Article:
This Week, Tapestry Takes on the FTC; Politics Threaten to Intrude on the Met Gala


After the US Federal Trade Commission moved to block Tapestry’s acquisition of Capri, Tapestry chief executive Joanne Crevoiserat went on an impromptu media tour. In one representative quote, she told The New York Times “it’s quite clear to us that they don’t understand how consumers shop today and they don’t understand the dynamics of a marketplace with no barriers to entry, constant influx of new competitors.” Many within the fashion industry, as well as some outside observers, agree (a popular theory is that FTC chair Lina Khan knows she’s unlikely to succeed in blocking deals like this, but the lawsuit threat alone will cause others to think twice before pursuing mega mergers).

Of course, Tapestry has a legal obligation to defend the deal in court as part of its merger agreement with Capri, and will no doubt do so again when executives speak to analysts on Thursday after releasing quarterly results. But, as Bernstein analyst Aneesha Sherman pointed out in a recent note, there’s plenty of wiggle room for Tapestry to walk away if it decides Michael Kors isn’t worth picking a fight with the US government. Language requiring “reasonable best efforts” to defend the deal isn’t as strict as other mergers. And either party can walk away if the deal’s closing is delayed past February 2025; with the FTC’s first hearing scheduled for September, that’s entirely possible.

There’s no reason to believe Tapestry actually wants to walk away; the company is riding high on its successful turnaround at Coach, and believes it can work the same magic at Capri’s struggling brands. But how the deal is discussed on the earnings call Thursday will be very carefully parsed.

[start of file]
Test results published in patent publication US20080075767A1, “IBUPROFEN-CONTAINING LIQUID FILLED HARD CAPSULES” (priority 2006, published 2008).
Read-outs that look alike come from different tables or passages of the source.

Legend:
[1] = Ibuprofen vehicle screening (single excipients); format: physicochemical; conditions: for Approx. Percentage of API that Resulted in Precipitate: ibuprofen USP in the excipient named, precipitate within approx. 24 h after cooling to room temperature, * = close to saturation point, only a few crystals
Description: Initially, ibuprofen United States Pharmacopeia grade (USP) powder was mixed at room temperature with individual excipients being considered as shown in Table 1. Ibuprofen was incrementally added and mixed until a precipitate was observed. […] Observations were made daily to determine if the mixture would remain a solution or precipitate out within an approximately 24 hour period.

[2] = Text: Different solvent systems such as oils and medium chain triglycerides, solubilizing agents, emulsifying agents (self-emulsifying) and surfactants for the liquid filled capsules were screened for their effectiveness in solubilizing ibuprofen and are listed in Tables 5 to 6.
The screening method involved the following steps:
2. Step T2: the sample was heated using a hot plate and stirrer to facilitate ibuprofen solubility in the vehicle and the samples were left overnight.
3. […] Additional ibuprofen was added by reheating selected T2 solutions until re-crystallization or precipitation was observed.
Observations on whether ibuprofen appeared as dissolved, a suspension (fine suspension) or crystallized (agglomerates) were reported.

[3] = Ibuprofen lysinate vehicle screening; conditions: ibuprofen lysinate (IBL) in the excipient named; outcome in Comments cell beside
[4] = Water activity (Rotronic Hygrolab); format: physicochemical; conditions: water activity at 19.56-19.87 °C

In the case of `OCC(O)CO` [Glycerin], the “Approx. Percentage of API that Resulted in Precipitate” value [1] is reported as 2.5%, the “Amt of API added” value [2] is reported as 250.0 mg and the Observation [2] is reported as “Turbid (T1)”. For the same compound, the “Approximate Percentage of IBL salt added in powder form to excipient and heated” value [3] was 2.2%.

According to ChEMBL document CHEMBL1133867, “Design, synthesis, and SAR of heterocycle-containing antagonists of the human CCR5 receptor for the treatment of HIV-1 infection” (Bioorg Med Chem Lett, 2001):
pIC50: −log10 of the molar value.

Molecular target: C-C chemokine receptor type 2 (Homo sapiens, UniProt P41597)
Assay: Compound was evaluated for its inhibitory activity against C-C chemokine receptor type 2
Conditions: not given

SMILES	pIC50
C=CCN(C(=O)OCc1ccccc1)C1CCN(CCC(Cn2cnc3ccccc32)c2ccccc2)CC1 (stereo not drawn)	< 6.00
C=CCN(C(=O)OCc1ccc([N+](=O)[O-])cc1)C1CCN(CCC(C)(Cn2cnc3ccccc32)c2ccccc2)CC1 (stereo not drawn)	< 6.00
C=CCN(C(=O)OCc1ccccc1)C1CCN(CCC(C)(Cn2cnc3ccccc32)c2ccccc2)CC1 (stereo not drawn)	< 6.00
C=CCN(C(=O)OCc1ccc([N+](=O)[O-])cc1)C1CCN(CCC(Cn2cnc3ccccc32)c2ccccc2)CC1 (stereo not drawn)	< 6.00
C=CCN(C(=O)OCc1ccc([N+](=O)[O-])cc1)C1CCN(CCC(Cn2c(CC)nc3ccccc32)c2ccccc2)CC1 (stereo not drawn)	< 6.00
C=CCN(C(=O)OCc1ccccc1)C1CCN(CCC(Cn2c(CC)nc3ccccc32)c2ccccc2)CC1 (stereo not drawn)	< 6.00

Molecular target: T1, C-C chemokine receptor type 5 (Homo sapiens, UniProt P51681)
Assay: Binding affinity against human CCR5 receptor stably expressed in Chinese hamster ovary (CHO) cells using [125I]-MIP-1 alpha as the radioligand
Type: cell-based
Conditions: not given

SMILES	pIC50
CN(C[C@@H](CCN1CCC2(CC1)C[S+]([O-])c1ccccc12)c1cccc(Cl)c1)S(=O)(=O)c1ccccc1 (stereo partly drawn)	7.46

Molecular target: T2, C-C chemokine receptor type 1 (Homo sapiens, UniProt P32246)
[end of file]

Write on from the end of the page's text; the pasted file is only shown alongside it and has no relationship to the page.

Meanwhile, on the Upper East Side

This year’s Met Gala is feeling a little… cursed is too strong a word, but perhaps unlucky? Vogue and the Costume Institute couldn’t have predicted when they chose TikTok as lead sponsor in February that legislation to ban the app would suddenly pick up momentum again. The event is also a shiny target for unionised Condé Nast employees, who are at an impasse with the company over their first contract. And it’s a rare high-profile event these days that doesn’t draw pro-Palestinian demonstrations.

The odds any of this intrudes on the event itself remain low; picketers can be cordoned off, and brands have seen no blowback from working with TikTok since the clock started ticking on a potential ban.

The union is more of a wild card. Union organisers say they’re “ready to strike,” but haven’t specified any action around the Met Gala specifically. A work stoppage on Monday would effectively force attendees to pick a side just by walking up the steps. Anne Hathaway memorably walked off a Vanity Fair photo shoot in January in solidarity with the Condé Nast union’s work stoppage, and celebrities canceled appearances and spoke out in support of the writer’s strike last year.

It wouldn’t be the first time real world events intrude on the Met Gala bubble (including two years ago when the Supreme Court’s decision to strike down Roe v. Wade leaked just as Kim Kardashian was arriving on the red carpet). Still, the star power almost always overshadows everything else. This year will put that to the test.

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